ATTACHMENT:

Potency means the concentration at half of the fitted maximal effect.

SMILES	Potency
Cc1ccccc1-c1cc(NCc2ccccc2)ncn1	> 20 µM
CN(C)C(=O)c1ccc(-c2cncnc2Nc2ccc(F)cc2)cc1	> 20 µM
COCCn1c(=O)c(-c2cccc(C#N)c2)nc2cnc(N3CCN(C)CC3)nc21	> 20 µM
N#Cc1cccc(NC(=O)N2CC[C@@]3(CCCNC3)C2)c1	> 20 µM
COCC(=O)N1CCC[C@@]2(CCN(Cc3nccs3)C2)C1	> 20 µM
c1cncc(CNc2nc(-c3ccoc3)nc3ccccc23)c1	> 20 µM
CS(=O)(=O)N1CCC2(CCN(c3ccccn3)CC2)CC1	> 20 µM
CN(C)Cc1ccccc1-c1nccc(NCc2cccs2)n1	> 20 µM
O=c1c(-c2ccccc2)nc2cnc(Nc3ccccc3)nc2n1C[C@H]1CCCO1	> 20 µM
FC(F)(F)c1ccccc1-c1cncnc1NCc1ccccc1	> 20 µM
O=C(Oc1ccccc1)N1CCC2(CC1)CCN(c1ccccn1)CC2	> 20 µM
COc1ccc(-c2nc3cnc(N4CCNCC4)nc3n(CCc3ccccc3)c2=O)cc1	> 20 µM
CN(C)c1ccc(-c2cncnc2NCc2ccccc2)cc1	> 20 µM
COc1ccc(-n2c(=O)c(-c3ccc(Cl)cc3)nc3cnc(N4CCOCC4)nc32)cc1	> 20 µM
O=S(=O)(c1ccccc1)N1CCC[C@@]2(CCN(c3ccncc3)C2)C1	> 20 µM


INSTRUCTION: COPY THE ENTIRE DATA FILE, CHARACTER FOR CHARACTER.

Potency means the concentration at half of the fitted maximal effect.

SMILES	Potency
Cc1ccccc1-c1cc(NCc2ccccc2)ncn1	> 20 µM
CN(C)C(=O)c1ccc(-c2cncnc2Nc2ccc(F)cc2)cc1	> 20 µM
COCCn1c(=O)c(-c2cccc(C#N)c2)nc2cnc(N3CCN(C)CC3)nc21	> 20 µM
N#Cc1cccc(NC(=O)N2CC[C@@]3(CCCNC3)C2)c1	> 20 µM
COCC(=O)N1CCC[C@@]2(CCN(Cc3nccs3)C2)C1	> 20 µM
c1cncc(CNc2nc(-c3ccoc3)nc3ccccc23)c1	> 20 µM
CS(=O)(=O)N1CCC2(CCN(c3ccccn3)CC2)CC1	> 20 µM
CN(C)Cc1ccccc1-c1nccc(NCc2cccs2)n1	> 20 µM
O=c1c(-c2ccccc2)nc2cnc(Nc3ccccc3)nc2n1C[C@H]1CCCO1	> 20 µM
FC(F)(F)c1ccccc1-c1cncnc1NCc1ccccc1	> 20 µM
O=C(Oc1ccccc1)N1CCC2(CC1)CCN(c1ccccn1)CC2	> 20 µM
COc1ccc(-c2nc3cnc(N4CCNCC4)nc3n(CCc3ccccc3)c2=O)cc1	> 20 µM
CN(C)c1ccc(-c2cncnc2NCc2ccccc2)cc1	> 20 µM
COc1ccc(-n2c(=O)c(-c3ccc(Cl)cc3)nc3cnc(N4CCOCC4)nc32)cc1	> 20 µM
O=S(=O)(c1ccccc1)N1CCC[C@@]2(CCN(c3ccncc3)C2)C1	> 20 µM